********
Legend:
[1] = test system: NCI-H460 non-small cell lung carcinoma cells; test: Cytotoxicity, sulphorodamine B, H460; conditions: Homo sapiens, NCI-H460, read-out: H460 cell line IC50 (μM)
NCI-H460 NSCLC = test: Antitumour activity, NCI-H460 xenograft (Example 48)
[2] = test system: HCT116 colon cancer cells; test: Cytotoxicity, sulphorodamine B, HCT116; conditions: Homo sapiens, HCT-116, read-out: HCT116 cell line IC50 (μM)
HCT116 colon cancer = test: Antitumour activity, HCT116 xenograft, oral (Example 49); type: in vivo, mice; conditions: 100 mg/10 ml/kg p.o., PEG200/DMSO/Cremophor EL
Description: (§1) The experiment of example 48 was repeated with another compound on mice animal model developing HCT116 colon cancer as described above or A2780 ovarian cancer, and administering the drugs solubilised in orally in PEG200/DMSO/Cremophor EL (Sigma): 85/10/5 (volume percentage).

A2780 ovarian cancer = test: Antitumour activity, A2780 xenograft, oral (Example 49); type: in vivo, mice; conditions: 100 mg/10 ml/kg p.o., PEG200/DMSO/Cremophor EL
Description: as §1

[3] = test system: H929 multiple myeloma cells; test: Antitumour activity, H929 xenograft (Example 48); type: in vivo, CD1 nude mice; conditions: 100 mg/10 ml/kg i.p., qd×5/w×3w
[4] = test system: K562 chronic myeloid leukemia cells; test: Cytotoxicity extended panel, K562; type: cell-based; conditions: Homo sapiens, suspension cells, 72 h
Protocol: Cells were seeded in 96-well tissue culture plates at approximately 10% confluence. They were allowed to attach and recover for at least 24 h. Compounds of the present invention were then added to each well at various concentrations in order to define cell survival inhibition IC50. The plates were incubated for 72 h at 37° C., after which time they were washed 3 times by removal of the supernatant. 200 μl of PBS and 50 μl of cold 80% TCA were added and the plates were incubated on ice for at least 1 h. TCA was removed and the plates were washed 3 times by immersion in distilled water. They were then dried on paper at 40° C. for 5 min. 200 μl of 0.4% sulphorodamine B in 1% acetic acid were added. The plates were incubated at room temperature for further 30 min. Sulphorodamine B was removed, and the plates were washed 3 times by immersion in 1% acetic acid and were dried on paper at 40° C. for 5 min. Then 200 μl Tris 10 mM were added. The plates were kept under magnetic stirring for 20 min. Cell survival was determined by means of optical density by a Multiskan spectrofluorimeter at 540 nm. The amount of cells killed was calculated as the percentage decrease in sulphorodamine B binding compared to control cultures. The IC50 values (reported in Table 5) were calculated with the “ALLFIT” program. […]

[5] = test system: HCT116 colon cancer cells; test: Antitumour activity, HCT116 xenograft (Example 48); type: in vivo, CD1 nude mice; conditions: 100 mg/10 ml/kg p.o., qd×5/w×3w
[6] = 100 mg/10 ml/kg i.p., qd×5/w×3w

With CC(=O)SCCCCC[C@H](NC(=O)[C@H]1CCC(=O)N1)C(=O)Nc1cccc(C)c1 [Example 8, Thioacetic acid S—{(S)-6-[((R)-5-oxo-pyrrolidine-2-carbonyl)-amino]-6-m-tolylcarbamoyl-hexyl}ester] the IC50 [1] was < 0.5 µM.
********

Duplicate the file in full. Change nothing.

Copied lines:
Legend:
[1] = test system: NCI-H460 non-small cell lung carcinoma cells; test: Cytotoxicity, sulphorodamine B, H460; conditions: Homo sapiens, NCI-H460, read-out: H460 cell line IC50 (μM)
NCI-H460 NSCLC = test: Antitumour activity, NCI-H460 xenograft (Example 48)
[2] = test system: HCT116 colon cancer cells; test: Cytotoxicity, sulphorodamine B, HCT116; conditions: Homo sapiens, HCT-116, read-out: HCT116 cell line IC50 (μM)
HCT116 colon cancer = test: Antitumour activity, HCT116 xenograft, oral (Example 49); type: in vivo, mice; conditions: 100 mg/10 ml/kg p.o., PEG200/DMSO/Cremophor EL
Description: (§1) The experiment of example 48 was repeated with another compound on mice animal model developing HCT116 colon cancer as described above or A2780 ovarian cancer, and administering the drugs solubilised in orally in PEG200/DMSO/Cremophor EL (Sigma): 85/10/5 (volume percentage).

A2780 ovarian cancer = test: Antitumour activity, A2780 xenograft, oral (Example 49); type: in vivo, mice; conditions: 100 mg/10 ml/kg p.o., PEG200/DMSO/Cremophor EL
Description: as §1

[3] = test system: H929 multiple myeloma cells; test: Antitumour activity, H929 xenograft (Example 48); type: in vivo, CD1 nude mice; conditions: 100 mg/10 ml/kg i.p., qd×5/w×3w
[4] = test system: K562 chronic myeloid leukemia cells; test: Cytotoxicity extended panel, K562; type: cell-based; conditions: Homo sapiens, suspension cells, 72 h
Protocol: Cells were seeded in 96-well tissue culture plates at approximately 10% confluence. They were allowed to attach and recover for at least 24 h. Compounds of the present invention were then added to each well at various concentrations in order to define cell survival inhibition IC50. The plates were incubated for 72 h at 37° C., after which time they were washed 3 times by removal of the supernatant. 200 μl of PBS and 50 μl of cold 80% TCA were added and the plates were incubated on ice for at least 1 h. TCA was removed and the plates were washed 3 times by immersion in distilled water. They were then dried on paper at 40° C. for 5 min. 200 μl of 0.4% sulphorodamine B in 1% acetic acid were added. The plates were incubated at room temperature for further 30 min. Sulphorodamine B was removed, and the plates were washed 3 times by immersion in 1% acetic acid and were dried on paper at 40° C. for 5 min. Then 200 μl Tris 10 mM were added. The plates were kept under magnetic stirring for 20 min. Cell survival was determined by means of optical density by a Multiskan spectrofluorimeter at 540 nm. The amount of cells killed was calculated as the percentage decrease in sulphorodamine B binding compared to control cultures. The IC50 values (reported in Table 5) were calculated with the “ALLFIT” program. […]

[5] = test system: HCT116 colon cancer cells; test: Antitumour activity, HCT116 xenograft (Example 48); type: in vivo, CD1 nude mice; conditions: 100 mg/10 ml/kg p.o., qd×5/w×3w
[6] = 100 mg/10 ml/kg i.p., qd×5/w×3w

With CC(=O)SCCCCC[C@H](NC(=O)[C@H]1CCC(=O)N1)C(=O)Nc1cccc(C)c1 [Example 8, Thioacetic acid S—{(S)-6-[((R)-5-oxo-pyrrolidine-2-carbonyl)-amino]-6-m-tolylcarbamoyl-hexyl}ester] the IC50 [1] was < 0.5 µM.